'Marvel's Spider-Man' Preview: Amazing? Spectacular? It's Possible

Everyone loves a different Spider-Man. An indelible American icon since the 1960s, the friendly neighborhood/spectacular/amazing Spider-Man has seen numerous adaptations and been licensed on every piece of merchandise imaginable. Whether your Spider-Man hails from Silver Era comics, 90s cartoons programming or Sam Raimi movies, we're all drawn to the same things. Web-slinging through New York's busiest streets. Outsmarting and overpowering supervillains from Kingpin to Vulture. Dating Mary Jane Watson. Spider-Man, often by way of his alter ego Peter Parker, is an accessible superhero. And, so far, Insomniac Games' PS4 exclusive Marvel's Spider-Man delivers that fantasy. It's one radioactive spider bite short of being the real thing.

My two-hour PS4 demo opens with a glimpse into the life of a messy genius. Cluttered throughout Peter's apartment (at 410 Chelsea Street, of course ) are Daily Bugle clips and post-its. Two glass jars, one labeled "Vacation Fund" and one "Laptop Fund," contain a pittance of loose change. A police scanner spews chatter in the background as Spider-Man bolts into action. We're off to web-slinging.

spider man ps4 preview hands on release date price walkthrough impressions
Web-slinging is a nice alternative to the MTA. Sony

Web-slinging defines a Spider-Man game as much as it defines the character himself. Games offer the only medium where you can actively experience his distinct locomotion. Lots of heroes dash or fly, either through hidden forces or hulking machines, but web-slinging belongs to Spider-Man. Marvel's Spider-Man mechanic has already been scrutinized ad nauseum after a spate of public demos and the consensus opinion remains: yeah, pretty good . You're going to do a lot of it, obviously, and my experience left me feeling like I was the problem most of the time. The final verdict on web-slinging will likely rest with player skill, and the more you play, the more you'll like it. A host of special moves for it are unlockable across the three skill trees too, so I suspect late-game web-slinging will be faster, smoother and more intuitive.

The three skill trees (Innovator, Defender and Web-Slinger) seem to house the engine that drives the open-world exploration we're encouraged to do. You're tasked early on with a mission to repair police scanners across the city, and doing so activates waypoints to chase. You earn tokens and experience for completing various events, and spend it all on skills for Spider-Man or upgrades for his suits. Sometimes it's finding hidden backpacks stuffed with Peter's high-school memorabilia (he's 23 years old in this, a veteran Spider-Man in his eighth year). Sometimes it's stopping a getaway car going 60 mph. Sometimes it's a bank robbery with lots of guns.

There's also a great Spider-Man story going on inside this big game full of demanding waypoints. I don't want to spoil anything, but in general terms I found story missions to be a bit more specialized than what went down on the streets. They incorporated a bit of everything, stealth, combat, puzzles, etc., all told with some trademark Spidey snark or Peter's endearing humility. Mary Jane was also playable for a brief bout of sneaking and problem-solving.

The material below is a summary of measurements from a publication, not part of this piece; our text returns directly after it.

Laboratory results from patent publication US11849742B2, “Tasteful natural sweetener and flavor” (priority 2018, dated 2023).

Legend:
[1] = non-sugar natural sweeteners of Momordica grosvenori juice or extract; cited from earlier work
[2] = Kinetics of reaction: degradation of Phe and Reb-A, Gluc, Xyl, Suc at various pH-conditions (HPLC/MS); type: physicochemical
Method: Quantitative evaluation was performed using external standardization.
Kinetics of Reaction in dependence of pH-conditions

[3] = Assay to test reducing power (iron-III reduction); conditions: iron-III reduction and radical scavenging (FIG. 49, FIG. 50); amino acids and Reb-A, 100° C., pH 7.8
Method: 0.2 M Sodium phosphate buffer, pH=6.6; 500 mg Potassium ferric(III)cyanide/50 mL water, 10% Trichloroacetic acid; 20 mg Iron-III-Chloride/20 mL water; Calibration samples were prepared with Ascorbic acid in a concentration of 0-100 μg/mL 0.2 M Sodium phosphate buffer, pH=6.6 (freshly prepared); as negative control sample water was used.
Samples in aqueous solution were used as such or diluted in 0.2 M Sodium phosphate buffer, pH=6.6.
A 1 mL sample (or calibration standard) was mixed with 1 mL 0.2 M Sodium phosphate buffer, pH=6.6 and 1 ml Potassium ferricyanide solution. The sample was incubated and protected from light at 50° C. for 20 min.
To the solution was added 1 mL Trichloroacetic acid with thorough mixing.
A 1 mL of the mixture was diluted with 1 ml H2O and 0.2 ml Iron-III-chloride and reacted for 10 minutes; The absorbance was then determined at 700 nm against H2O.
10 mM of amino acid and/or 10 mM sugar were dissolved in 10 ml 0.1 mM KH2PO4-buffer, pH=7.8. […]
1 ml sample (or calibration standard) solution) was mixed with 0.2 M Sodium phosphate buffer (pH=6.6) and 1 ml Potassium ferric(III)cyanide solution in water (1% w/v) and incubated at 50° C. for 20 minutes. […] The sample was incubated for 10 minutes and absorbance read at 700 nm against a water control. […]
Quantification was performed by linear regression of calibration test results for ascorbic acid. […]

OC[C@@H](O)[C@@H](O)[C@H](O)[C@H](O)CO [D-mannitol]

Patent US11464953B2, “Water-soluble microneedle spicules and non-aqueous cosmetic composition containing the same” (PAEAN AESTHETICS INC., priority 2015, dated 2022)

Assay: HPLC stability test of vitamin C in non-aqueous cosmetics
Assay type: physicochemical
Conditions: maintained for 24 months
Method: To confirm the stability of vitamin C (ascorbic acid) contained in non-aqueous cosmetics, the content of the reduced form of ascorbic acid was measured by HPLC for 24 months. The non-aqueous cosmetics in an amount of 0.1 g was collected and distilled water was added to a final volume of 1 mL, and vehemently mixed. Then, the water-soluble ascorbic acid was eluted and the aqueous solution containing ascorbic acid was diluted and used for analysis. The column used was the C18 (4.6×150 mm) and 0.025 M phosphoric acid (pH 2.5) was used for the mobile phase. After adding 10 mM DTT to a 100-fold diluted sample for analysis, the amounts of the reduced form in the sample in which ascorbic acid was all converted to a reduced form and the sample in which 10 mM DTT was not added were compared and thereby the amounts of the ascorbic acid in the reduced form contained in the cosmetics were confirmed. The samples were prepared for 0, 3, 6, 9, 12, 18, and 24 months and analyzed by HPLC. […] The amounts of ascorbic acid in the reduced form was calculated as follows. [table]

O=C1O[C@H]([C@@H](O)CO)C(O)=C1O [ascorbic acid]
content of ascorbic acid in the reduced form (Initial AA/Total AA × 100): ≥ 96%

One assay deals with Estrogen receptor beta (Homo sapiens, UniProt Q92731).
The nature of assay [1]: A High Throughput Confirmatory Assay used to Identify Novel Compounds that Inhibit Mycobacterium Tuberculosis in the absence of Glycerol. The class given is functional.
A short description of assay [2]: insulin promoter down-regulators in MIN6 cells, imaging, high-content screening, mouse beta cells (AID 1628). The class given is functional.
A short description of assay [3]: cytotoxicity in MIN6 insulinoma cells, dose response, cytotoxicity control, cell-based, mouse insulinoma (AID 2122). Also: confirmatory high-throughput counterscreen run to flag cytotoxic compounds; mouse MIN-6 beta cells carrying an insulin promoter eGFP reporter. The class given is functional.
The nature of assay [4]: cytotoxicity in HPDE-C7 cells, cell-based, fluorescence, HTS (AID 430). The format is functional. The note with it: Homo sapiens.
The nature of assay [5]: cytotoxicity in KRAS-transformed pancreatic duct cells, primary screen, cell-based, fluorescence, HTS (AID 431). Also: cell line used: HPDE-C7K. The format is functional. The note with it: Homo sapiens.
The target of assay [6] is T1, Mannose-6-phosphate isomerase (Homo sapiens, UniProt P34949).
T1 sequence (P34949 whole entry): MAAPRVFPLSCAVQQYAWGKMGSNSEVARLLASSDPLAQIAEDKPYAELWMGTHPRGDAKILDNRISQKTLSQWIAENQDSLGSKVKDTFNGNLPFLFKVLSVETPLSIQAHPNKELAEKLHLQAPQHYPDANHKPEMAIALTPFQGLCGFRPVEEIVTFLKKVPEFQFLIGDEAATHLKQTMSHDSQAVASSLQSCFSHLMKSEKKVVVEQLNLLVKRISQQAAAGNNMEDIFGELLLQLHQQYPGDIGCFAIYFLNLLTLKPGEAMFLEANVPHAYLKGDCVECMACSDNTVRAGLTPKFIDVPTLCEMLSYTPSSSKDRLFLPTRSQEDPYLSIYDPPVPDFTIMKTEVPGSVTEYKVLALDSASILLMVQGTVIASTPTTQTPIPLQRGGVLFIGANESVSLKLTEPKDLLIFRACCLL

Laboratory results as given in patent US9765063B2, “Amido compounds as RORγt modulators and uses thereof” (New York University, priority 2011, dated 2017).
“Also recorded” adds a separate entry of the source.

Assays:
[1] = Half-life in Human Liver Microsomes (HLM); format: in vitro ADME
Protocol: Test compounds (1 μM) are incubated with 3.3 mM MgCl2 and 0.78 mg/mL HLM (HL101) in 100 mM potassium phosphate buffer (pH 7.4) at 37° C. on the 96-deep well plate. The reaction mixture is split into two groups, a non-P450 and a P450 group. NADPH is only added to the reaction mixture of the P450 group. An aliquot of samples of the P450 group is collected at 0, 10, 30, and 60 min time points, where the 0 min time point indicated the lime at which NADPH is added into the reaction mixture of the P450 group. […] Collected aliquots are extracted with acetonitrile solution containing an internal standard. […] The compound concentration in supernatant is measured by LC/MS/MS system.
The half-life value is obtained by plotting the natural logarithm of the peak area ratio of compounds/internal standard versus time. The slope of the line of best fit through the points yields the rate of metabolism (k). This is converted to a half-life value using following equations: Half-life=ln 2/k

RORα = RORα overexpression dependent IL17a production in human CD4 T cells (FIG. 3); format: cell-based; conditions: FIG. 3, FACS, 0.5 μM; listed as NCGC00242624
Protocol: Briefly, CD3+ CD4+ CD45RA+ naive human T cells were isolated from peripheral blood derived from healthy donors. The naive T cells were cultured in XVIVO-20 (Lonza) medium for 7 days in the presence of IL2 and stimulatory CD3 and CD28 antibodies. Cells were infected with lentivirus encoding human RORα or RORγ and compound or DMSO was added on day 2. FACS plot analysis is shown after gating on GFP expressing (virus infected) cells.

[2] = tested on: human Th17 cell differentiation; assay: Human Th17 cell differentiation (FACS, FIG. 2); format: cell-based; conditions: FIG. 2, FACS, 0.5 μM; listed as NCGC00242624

spider man ps4 preview hands on release date price walkthrough impressions Mary Jane Peter
Acrobatic combos aplenty. Sony

It isn't much of a surprise that Peter's personal life is a part of the story, but Insomniac puts extra effort into supporting it with a strong puzzle mechanic. Players can earn tokens completing two types of puzzles, circuit and spectrograph, in Peter's laboratory. Like everything else in the game, the puzzles ramp up nicely and go from pathetically easy to respectably tricky in a short span. They provide a nice break from the frantic freefall of web-slinging or one of the game's many, many wave brawls.

The focus of combat is … well, focus. A focus meter underneath your health bar provides currency for special moves and health. The art of being Spider-Man is the art of not getting hit, so you're not going toe-to-toe. Instead, you're following the rhythm of spider-sense prompts as you duck and weave and counter. Wasting focus to recover from sloppy goon fights gets you nowhere fast; it's much better spent on special moves to take out tougher enemies. Combat will be familiar to anyone who's played an Arkham -style punchfest lately, but even novices stand to look impressive by way of cool animations and tutorials. As with web-slinging, one look at the deep skill tree told me there's more to the melee than meets the eye. My time spent on "Amazing" (Normal) difficulty saw a handful of defeats. It's not mindless button-mashing.

But I only played for two hours. In that time, Marvel's Spider-Man developed towards being an engaging grind, albeit one that may not be as good as the sum of its parts. My gut check left me wanting more, and it was hard to put down the controller and walk away. But how much more? Tough to say. Hopefully enough to make this Spider-Man my new favorite Spider-Man (sorry Spider-Man: The Animated Series ).